Passing Observations 80
Dr Vernon Coleman
This is a long standing series of small items which have caught my eye or mind and which seem relevant, startling, amusing or all three. Occasionally, items which appear here may return as a longer piece. Mostly they will not.
1. In the UK the Government has decided that the nation should accept the burblings of the global warming cultists – and is taking us to net zero. This is unnecessary and it is being done at a speed which will lead to millions of deaths from cold and hunger. The `net zero’ absurdity proves that every major decision can and should be challenged by a referendum. Party politicians are terrified of these because they put power into the hands of the people. But that, surely, is as good a reason as any to have them. Switzerland, probably the only truly democratic country in the world, holds regular referenda so that its people can vote whenever important issues are being debated. This system works perfectly well there and Switzerland is now widely acknowledged to be the most democratic country in the world. Political parties do not like referenda and will do everything they can to avoid offering them to the electorate (including reneging on promises as Gordon Brown did). When the people are allowed to vote on important issues they have a nasty habit of providing conclusions which do not suit political parties. Look at what happened when the people were allowed to vote on whether or not to remain in the EU. Good sense prevailed and the people voted against the establishment with its vested interests and pay offs. The trouble is that politicians know that the electorate would never vote for net zero.
2. Some video makers use incredibly sophisticated equipment. We’ve now made 300 videos using an old ipad and a microphone we bought for under £10. And around 15 million views on various platforms.
3. `In the USA a huge medical practice of paediatricians with 30,000 child patients do not vaccinate their patients at all. They have no patients with autism. In the old days such an observation (known as epidemiological research) was regarded as valuable. Today, bizarrely, it is dismissed as irrelevant.’ (Taken from the book `Anyone Who Tells You Vaccines Safe and Effective is Lying’ by Vernon Coleman.)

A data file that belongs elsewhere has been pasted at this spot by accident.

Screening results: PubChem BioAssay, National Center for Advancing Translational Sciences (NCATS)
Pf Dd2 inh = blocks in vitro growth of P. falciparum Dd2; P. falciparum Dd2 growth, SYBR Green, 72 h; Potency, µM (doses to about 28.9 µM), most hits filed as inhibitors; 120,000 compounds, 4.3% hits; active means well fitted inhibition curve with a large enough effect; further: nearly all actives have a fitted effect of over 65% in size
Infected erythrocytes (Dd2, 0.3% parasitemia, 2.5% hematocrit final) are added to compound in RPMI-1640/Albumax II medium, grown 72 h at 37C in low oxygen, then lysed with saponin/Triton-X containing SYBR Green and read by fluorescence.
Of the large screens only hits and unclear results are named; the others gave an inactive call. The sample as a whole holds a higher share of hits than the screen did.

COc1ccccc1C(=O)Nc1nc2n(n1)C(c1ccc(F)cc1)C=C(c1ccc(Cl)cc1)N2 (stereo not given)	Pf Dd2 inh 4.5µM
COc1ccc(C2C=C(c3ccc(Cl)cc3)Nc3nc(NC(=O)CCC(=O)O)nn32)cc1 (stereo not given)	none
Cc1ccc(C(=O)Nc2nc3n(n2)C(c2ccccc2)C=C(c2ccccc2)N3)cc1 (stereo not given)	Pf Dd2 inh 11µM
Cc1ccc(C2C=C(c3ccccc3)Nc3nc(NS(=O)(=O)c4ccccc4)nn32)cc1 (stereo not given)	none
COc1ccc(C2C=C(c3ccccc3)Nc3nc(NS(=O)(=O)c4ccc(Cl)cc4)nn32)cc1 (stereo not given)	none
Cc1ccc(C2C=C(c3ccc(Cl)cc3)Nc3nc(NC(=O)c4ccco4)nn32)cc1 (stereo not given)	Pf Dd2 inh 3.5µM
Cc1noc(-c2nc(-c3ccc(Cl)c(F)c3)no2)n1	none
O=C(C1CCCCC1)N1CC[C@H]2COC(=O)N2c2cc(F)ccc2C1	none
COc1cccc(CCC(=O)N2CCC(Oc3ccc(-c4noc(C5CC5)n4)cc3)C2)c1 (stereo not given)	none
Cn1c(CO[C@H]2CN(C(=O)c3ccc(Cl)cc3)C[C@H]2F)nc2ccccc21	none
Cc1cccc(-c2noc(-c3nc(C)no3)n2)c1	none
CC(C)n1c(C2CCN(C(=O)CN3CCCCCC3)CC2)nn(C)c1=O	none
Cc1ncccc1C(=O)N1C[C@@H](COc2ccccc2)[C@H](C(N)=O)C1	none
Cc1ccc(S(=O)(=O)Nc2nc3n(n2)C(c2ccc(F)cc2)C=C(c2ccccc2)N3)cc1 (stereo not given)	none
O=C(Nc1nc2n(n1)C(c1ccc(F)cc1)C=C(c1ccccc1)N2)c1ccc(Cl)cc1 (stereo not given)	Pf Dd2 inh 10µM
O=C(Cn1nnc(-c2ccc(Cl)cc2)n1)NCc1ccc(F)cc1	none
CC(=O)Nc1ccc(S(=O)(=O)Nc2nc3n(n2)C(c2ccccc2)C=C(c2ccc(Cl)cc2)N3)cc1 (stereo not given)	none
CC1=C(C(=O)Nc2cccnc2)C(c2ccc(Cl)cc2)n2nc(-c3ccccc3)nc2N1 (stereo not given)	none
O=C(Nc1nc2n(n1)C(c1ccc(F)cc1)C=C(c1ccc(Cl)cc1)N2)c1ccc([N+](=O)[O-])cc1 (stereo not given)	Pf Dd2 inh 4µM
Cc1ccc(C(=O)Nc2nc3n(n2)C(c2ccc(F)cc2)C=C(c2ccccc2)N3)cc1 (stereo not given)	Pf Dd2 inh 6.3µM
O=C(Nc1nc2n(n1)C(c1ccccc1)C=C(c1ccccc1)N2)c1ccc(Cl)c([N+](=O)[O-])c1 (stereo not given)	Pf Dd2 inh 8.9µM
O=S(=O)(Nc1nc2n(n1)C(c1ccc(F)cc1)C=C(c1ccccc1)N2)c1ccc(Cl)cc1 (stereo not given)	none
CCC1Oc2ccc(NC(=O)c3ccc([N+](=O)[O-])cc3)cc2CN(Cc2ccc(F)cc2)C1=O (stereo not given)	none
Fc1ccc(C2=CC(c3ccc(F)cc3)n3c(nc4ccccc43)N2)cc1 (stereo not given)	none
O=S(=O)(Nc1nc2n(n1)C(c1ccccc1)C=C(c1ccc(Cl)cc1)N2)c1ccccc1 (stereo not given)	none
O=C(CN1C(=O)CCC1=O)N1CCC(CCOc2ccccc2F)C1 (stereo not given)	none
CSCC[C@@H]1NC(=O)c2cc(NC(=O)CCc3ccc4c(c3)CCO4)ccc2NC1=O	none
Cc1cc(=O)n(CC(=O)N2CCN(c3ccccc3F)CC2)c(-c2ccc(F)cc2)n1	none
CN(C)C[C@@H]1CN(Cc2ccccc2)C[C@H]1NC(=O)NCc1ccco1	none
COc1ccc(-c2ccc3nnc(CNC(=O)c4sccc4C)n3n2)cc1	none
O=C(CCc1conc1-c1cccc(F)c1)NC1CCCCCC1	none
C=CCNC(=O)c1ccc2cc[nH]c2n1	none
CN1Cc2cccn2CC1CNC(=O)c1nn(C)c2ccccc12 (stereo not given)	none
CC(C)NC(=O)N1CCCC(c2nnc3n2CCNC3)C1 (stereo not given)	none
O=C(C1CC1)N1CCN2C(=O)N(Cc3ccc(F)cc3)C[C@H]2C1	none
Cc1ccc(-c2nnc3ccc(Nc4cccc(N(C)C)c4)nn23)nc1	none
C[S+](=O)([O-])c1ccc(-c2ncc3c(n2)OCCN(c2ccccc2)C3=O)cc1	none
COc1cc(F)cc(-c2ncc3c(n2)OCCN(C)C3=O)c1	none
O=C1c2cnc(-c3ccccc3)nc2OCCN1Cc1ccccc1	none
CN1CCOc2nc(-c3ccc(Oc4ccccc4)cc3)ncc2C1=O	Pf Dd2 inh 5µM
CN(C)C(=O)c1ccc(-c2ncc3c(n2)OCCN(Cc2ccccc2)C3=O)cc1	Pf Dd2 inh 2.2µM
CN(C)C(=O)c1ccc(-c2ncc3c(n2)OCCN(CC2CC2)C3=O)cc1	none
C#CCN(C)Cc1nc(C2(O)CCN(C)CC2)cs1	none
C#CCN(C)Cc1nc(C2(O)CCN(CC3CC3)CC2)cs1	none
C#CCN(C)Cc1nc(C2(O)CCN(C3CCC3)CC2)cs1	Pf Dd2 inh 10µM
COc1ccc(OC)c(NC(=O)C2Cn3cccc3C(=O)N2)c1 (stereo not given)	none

4. Many years ago I was so incensed by the claims of the drug companies and those keen on vaccines that I issued a challenge. I offered to give $1,000,000 to the first person who produced incontrovertible clinical evidence proving that all vaccines are completely safe and effective. The challenge was spread widely on social media and in print media. No one claimed the $1 million (or even tried to) so we know for sure that when doctors and nurses and drug companies say that vaccines are safe and effective, they are lying.
5. After my wife was diagnosed with breast cancer we both spent a good deal of time researching cancer on the internet. As a result we both still constantly receive advertisements for funeral and cremation services. I would like to thank Google for this. Those who work for Google are among the lowest of the low and worthy only of our utter contempt. I sincerely hope their algorithms wither on the vine of internet corruption.
6. Politicians in Wales are hoping that the country will reach net zero by 2035. I bet any Welsh politician £10,000 they don’t do it without fiddling the figures.
7. Journalists, especially at the BBC, seem to prefer to write themselves into stories these days – and thereby serve up their own versions of the truth. Proper journalism died years ago in mainstream media.
8. Heat pumps are difficult or impossible to fit into old houses. This, I suspect, is part of the Agenda 21 plan to demolish all older homes – and force the inhabitants into high rise tower blocks in city centres. If you think I’m exaggerating then I’m afraid you haven’t been paying attention.